Mitigating The Risk of a YouTube Integration

11 Jun Mitigating The Risk of a YouTube Integration

screen-shot-2016-08-04-at-1-02-19-amYouTube integration, defined as a sponsorship advertisement that typically runs :30-:60 in an original video, is one of the most effective ad formats in all of marketing, especially digital. However, it can also be one of the riskiest. Why? Because you’re paying for each view regardless of whether that view is domestic or international, and regardless of whether the integration is actually seen. But it works. It works really well if done right.

Below are three things to focus on when assessing if a YouTube integration is right for you.

The first thing you want to focus on when sizing up opportunities is what percentage of the traffic is U.S. Same with any other country if that’s your target. Make sure you request demographic data beforehand because you cannot target impressions (i.e. views) on a Geographic level as you could if you were buying pre-rolls or banner ads on the platform.

The second thing to focus on is where to place the integration. In my experience, the best way to figure out where to place it is to work with the channel host. Odds are the host has run a sponsorship integration before and will know where it does best. Many want to go at the front, but that can pose problems; the audience may turn against the video because of the “ad” upfront, or just begin to skip past it altogether to the content itself. However, if it’s placed at the back, audience drop off may result in fewer people viewing the integration, and the middle may not be the right spot to seamlessly place the integration. There is no real rhyme or reason but the channel host should have an idea what will work best. If the host hasn’t run a sponsorship before then placing it 75% of the way through may make the most sense: the audience that’s viewing it is highly engaged to get to that point and there will still be content to watch after so there’s a deterrent against closing the video for fear of missing the end.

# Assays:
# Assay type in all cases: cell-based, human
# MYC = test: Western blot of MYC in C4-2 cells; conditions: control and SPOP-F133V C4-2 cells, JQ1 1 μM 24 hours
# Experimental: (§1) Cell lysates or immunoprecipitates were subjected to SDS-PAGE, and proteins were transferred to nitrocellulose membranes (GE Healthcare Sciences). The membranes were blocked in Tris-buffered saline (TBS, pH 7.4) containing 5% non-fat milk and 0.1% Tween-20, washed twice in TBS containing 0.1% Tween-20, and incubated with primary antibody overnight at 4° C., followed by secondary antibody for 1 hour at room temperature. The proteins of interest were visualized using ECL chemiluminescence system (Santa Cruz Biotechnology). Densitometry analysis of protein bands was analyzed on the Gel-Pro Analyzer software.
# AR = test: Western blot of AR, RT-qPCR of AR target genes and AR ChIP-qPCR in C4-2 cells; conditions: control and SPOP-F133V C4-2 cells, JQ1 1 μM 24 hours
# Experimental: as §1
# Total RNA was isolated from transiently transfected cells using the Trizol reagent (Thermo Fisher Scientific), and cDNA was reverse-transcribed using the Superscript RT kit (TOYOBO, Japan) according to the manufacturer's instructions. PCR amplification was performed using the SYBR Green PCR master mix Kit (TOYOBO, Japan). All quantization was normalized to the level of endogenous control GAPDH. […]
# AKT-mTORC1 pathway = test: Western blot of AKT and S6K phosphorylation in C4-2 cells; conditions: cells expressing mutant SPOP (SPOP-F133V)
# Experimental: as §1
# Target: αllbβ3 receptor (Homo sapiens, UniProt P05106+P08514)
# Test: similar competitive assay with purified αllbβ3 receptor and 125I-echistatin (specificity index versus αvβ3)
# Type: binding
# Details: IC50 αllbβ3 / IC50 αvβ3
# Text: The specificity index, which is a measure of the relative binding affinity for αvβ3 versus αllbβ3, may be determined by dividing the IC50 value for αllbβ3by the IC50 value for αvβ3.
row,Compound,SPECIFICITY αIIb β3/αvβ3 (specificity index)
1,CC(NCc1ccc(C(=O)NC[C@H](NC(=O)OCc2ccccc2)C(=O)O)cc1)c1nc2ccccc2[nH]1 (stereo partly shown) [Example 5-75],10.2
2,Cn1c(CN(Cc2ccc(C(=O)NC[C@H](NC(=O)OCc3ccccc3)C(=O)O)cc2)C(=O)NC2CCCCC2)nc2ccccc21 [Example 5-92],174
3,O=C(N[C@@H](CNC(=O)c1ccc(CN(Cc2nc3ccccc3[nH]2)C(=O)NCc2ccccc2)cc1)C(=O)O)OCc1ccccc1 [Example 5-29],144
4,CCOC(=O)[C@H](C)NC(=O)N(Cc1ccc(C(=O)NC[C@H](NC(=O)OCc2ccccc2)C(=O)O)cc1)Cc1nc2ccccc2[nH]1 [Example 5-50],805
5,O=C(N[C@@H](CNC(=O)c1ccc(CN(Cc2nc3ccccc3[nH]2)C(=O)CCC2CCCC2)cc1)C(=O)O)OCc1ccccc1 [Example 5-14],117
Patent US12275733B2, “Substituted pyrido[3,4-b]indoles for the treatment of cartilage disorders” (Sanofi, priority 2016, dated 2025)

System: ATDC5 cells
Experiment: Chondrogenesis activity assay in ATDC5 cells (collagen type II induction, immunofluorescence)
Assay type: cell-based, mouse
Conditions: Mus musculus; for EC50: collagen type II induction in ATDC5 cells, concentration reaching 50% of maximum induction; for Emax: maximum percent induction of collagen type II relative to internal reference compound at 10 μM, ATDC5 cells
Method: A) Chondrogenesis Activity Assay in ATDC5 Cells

The third thing to focus on is guaranteed views or a minimum number of views included. Why is this important? Obviously the more views a video gets the more chances the integration will be seen, and with the likelihood that a decent chunk will be non-US, it’ll be important to hit certain milestones if you’re utilizing this format to generate sales or actions on your website. Many channels will not price their integration out on a cost per view (CPV) but rather a fixed rate, but it always backs out to a cost per view regardless. You can figure that out by dividing the cost of the integration by the actual number of views over a 30 or 45 day period. And if the channel will not offer a guarantee – and most won’t, then it’s in your interest to integrate the sponsorship into a video that should outperform, which typically is a video on a popular series, or topic (eg if it’s a consumer tech campaign then videos about the latest iPhones usually do well). Look back over the past few months to see if any standout.

This is just a quick guide to planning integrations but if you keep these three things in mind, it’ll save you a lot of heartache, frustration, and potentially money when it’s go time.

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